One of the first policy measures taken by Donald Trump as the new leader of the “free world” was reinstating and expanding a piece of presidential policy known as the “Global Gag Rule.” The policy bars USAID funding for any organization abroad that provides abortions or even presents abortion as a family planning option. As Zoë Carpenter reported, the Global Gag Rule, first implemented by Reagan, has been repeatedly rescinded by subsequent Democratic administrations, then reinstated whenever Republicans move into the White House.

But that doesn’t mean there’s anything routine about Trump’s move to bring the Global Gag Rule back. In fact, given what we know so far about the Trump team’s foreign-policy agenda, the GGR fits a pattern of testing attacks on human rights across the Global South that can then be imposed on American soil.

How much will the Trump administration’s focus on border policy, migration, and foreign aid–funding work its way back home? As one of many aspects of Trump’s emerging foreign-policy agenda, the GGR foreshadows how policies attacking human rights across the Gobal South serve as a weathervane for oppressive measures within US borders.

Gagging Women’s Rights

Trump’s version of the Global Gag Rule goes further than previous versions have, by expanding the ban to all global health assistance, potentially affecting as much as $9.5 billion in foreign aid. According to Beirne Roose-Snyder, director of public policy for the Center for Health and Gender Equity (CHANGE), “We expect to see a much broader and deeper impact on health care delivery across the world from implementers to providers to in-country health systems.” Studies show the gag rule has wide-ranging impacts, including the shuttering of clinics across Ghana and limiting efforts to reduce unsafe abortion in Ethiopia. And ironically, gagging abortion access is associated with statistical increases in unwanted pregnancy and abortion rates.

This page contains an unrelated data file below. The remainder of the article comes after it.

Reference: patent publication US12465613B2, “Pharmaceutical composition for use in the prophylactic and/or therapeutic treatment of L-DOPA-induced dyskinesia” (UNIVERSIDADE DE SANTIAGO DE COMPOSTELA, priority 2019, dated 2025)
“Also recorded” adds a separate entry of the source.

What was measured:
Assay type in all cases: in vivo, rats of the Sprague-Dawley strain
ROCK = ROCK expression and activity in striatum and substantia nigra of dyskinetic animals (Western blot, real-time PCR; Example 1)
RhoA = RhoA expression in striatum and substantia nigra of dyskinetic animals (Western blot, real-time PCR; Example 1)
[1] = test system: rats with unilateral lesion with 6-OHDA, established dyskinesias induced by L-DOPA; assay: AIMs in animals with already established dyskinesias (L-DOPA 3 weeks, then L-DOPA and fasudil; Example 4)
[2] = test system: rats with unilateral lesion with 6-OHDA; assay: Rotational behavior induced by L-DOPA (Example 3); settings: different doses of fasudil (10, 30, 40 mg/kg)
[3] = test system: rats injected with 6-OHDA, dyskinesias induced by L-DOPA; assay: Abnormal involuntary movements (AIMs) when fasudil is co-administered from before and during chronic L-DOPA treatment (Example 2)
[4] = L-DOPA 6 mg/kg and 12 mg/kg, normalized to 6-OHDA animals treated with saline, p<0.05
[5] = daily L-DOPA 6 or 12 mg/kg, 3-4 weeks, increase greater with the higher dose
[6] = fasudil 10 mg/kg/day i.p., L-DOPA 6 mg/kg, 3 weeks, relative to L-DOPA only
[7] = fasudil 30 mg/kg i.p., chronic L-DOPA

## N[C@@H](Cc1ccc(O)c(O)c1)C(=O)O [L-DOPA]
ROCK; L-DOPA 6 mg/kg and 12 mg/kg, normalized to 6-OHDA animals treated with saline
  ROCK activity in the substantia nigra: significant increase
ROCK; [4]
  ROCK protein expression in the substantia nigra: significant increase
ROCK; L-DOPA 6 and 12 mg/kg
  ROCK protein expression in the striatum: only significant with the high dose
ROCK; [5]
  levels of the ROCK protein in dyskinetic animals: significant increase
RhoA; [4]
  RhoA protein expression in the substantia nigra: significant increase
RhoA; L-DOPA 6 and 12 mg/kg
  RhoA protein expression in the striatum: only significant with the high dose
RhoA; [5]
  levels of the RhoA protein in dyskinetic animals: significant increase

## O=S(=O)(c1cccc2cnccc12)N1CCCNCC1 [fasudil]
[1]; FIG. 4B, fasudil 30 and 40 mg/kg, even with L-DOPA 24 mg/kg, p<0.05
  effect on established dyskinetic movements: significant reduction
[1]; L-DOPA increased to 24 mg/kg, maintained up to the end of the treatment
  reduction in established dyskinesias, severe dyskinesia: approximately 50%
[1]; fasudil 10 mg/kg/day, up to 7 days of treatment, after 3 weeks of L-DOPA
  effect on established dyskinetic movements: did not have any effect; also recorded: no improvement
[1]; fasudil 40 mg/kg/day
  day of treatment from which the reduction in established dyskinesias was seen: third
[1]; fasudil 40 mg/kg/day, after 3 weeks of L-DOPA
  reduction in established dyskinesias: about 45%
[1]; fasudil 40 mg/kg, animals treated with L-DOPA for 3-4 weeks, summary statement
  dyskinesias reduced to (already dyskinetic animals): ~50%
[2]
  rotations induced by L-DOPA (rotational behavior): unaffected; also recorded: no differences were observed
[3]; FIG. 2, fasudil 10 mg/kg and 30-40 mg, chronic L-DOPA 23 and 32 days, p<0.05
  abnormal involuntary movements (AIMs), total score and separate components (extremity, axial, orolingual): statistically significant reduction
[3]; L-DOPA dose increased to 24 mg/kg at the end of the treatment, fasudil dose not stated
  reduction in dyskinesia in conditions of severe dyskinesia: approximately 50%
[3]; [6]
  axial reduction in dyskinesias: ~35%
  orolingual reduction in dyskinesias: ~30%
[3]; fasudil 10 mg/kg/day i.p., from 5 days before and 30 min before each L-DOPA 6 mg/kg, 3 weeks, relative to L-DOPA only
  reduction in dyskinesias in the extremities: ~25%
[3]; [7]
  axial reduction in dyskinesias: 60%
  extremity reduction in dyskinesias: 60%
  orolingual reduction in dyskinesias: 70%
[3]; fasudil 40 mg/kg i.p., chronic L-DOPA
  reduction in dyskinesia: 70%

According to Snyder, the rule’s punitive restrictions “would likely be unconstitutional if applied to US-based NGOs.” But US courts have generally ruled that when it comes to foreign-aid policy, the First Amendment effectively ends at our borders. That means that under a strict constitutional reading, the United States can discriminate in terms of which international groups it funds, and arguably can restrict funding for programs that don’t advance a US agenda—including on abortion issues.

With yesterday’s leak of a draft executive order that would effectively legalize a wide array of discrimination by private employers and institutions under a broad claim of “religious freedom,” and Trump’s announcement today that his administration seeks to “totally destroy” restrictions on religious organizations’ ability to engage in political activity, we can expect to see more pressure on both public and private health providers in the United States to curb comprehensive family-planning care and reproductive rights.

In fact, states have long used the strategy of starving providers of funding and imposing regulatory restrictions to curb abortion providers. State laws have forced clinics to provide biased anti-abortion “counseling” in order to deter abortion, have made clinics, as public spaces, more vulnerable to harassment from anti-abortion protesters, and in general done everything possible to make exercising the right to choose as miserable a process as possible. Vice President Mike Pence signed perverse legislation mandating “funerals” for aborted fetuses as governor of Indiana. Not only does this “death by regulation” approach lead to confusion and shame on the part of women choosing to terminate their pregnancies, it undermines the quality of health care overall by limiting access to comprehensive, accurate medical information.

On the national level, the Supreme Court’s decision in the 2014 Hobby Lobby v. Burwell case allowed certain employers to deny their employees contraceptive funding under the Affordable Care Act under the banner of “religious freedom” (a position supported by Supreme Court nominee Neil Gorsuch). With one or more Trump nominees, the stage would be set for the Supreme Court to deal the final blow by overturning Roe v. Wade altogether.